It’s strange how unexpected and probably quite innocuous things can have a tremendous impact years and years later. As a reader, and as a writer I have a great dislike of what I call unsatisfactory endings. I don’t mean that the end of every book I read or every story I write should be full of joy, laughter, love and happiness – in fact that would be an unsatisfactory ending too if it’s not feasible or realistic within the context of the rest of the plot!

I have just realised when this first struck me – a very long time ago, when I was watching an old black and white film called ‘Last Holiday’. it starred Alec Guinness but had a stellar cast (for those days)

  • Wilfrid Hyde-White – in so many films but best known as Colonel Pickering in My Fair Lady.
  • Sid James – comedian side-kick of Tony Hancock and star of Carry On films
  • Bernard Lee – in many, many films, also was M in James Bond films
  • Ernest Thesiger  – famous stage and film actor
  • Lockwood West – father of Sir Timothy West and grandfather of Samuel West
  • David McCallum – father of David McCallum the Man From U.N.C.L.E. and NCIS

The story of Last Holiday is very simple; Alec Guinness’s character is diagnosed with a terminal disease so he sells up everything and goes to a fancy hotel in the country, where the other guests mistakenly believe he is a rich man. Because of his supposed wealth all sorts of things happen even though he is very modest and unassuming. He learns that the diagnosis was wrong and he is perfectly healthy, however on his way home from the doctor who tells him this wonderful news he crashes his car and dies.

When I saw the film it made a great impact on me – mainly because of the ending. In a way, if he’d really had the illness and died, it would have been a more satisfactory ending… or if he had survived and the other guests had realised their folly of liking him for his supposed wealth, so he may have been without ‘friends’ but at least he would have learned something. But no… he was dead. After going all the way through the film which I remember thinking as a child was funny and moving and meaningful, suddenly without any thought for the audience, he was dead. I felt annoyed and cheated.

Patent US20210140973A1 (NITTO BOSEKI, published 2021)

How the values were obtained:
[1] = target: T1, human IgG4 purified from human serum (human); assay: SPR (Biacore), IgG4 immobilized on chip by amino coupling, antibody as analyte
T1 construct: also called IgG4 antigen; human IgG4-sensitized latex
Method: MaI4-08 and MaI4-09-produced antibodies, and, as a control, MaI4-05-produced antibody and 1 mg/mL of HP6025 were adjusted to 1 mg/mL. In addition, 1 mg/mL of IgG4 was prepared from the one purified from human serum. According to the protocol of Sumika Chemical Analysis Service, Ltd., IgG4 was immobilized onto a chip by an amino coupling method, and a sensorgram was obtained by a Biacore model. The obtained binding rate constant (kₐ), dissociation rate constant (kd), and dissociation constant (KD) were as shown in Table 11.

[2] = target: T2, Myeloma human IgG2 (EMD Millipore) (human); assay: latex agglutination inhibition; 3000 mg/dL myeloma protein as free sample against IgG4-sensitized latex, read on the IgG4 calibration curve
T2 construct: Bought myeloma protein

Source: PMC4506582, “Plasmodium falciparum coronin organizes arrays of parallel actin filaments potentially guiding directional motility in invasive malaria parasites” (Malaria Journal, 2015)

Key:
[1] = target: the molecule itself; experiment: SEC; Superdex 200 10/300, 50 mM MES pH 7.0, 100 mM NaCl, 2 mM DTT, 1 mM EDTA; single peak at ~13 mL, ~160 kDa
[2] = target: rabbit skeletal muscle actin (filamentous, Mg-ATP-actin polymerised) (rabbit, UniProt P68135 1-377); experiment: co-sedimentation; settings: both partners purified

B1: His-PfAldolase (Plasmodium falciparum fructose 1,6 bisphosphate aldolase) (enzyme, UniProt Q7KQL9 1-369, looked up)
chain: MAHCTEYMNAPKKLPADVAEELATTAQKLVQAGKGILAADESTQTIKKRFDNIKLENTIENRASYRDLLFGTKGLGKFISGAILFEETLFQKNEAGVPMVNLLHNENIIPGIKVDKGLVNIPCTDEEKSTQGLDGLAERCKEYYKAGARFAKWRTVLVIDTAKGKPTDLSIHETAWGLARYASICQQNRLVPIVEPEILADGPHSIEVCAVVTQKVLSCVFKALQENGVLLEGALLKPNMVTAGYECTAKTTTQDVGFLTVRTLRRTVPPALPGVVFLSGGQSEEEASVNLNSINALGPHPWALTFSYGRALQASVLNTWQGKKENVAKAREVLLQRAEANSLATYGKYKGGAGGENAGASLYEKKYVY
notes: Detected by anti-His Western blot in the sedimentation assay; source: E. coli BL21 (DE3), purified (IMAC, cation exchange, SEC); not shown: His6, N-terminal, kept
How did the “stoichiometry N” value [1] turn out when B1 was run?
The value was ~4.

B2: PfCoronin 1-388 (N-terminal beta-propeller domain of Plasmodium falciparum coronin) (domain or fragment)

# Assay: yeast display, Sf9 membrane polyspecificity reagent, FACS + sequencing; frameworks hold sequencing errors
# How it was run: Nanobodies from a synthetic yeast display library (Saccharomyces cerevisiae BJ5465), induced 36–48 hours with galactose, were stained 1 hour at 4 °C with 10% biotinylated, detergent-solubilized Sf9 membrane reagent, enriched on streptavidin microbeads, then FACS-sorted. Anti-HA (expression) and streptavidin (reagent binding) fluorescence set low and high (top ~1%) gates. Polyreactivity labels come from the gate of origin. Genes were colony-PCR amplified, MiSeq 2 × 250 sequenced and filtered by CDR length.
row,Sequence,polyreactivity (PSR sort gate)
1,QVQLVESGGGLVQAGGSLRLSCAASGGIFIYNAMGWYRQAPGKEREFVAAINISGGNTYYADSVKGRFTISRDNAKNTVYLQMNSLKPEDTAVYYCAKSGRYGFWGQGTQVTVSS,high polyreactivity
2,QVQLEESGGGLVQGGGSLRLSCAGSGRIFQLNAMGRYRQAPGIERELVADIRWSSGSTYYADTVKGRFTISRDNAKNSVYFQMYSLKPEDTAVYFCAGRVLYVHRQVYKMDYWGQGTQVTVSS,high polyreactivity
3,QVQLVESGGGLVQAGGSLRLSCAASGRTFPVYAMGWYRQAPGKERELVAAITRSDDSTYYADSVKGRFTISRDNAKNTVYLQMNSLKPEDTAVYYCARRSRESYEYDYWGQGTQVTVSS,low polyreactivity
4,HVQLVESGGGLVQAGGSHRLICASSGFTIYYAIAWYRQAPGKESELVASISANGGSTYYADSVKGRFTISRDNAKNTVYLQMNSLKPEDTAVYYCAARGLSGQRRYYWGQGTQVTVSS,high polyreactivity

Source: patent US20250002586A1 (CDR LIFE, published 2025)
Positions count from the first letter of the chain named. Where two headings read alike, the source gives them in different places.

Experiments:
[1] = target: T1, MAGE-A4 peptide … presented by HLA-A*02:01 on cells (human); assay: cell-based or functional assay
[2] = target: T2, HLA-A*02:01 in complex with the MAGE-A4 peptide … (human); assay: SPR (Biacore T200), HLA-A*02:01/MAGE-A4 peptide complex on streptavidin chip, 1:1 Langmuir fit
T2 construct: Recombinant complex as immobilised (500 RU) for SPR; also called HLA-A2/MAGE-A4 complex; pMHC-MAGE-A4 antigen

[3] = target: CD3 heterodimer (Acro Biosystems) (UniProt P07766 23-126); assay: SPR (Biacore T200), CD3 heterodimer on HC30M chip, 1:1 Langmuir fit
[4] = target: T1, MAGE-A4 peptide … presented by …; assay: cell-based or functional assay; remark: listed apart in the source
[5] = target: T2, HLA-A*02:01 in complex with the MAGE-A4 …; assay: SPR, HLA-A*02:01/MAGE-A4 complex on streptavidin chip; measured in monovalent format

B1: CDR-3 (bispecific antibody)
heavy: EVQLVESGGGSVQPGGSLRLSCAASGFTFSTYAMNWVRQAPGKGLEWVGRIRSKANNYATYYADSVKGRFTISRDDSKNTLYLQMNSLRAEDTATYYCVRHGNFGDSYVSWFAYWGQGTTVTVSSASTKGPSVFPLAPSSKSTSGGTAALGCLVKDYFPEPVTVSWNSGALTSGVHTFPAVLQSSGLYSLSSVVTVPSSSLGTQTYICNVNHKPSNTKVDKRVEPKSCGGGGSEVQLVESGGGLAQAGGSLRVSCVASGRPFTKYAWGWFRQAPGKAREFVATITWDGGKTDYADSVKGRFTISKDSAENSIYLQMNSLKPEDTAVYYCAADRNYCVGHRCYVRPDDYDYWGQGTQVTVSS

I felt the same about ‘Cold Mountain’ by Charles Frazier; it was a wonderful novel, marvellous, and although long, carried the reader through all the terrible events the main character endured as he walked for months and months, back to the woman he loves. He is almost in sight of her home when he is shot dead… It wasn’t the fact he was killed particularly, but it was the fact that the book just fizzled out after all the struggles – of the characters and the readers.

I mentioned that I have been reading The Red Tent by Anita Diamant; without giving anything away and spoiling it if you haven’t read it – which I recommend you do – the ending is totally satisfactory, even though the characters have had horrific things to deal with.

In my books, I really try very, very hard to create a satisfactory ending – not always happy, and sometimes with a huge and difficult and maybe unachievable challenge for the characters in their future unwritten-about lives…

So maybe, although Last Holiday was a disappointment to me, it taught me a great lesson in my writing – maybe, as my dad would have said, it was a good bad example!

By the way, my featured image is from very happy seals – nothing to do with my post!

4 thoughts on “Last holiday

  1. That movie reminds me of an old Polish fellow I worked with when I was young man who would look at me and shake his head and laugh. He said that they had an old saying in Poland that went { Too soon old and too late smart }. There was a skit by Benny Hill along the same lines called the born loser. Funny as hell.

    Liked by 1 person

  2. I think the saddest comment I can make about some one is that they never applied themselves and died stupid. It doesn’t hurt to evaluate yourself every day and set realistic goals for the days ahead.He died trying his best can be put on my headstone I hope.

    Liked by 1 person

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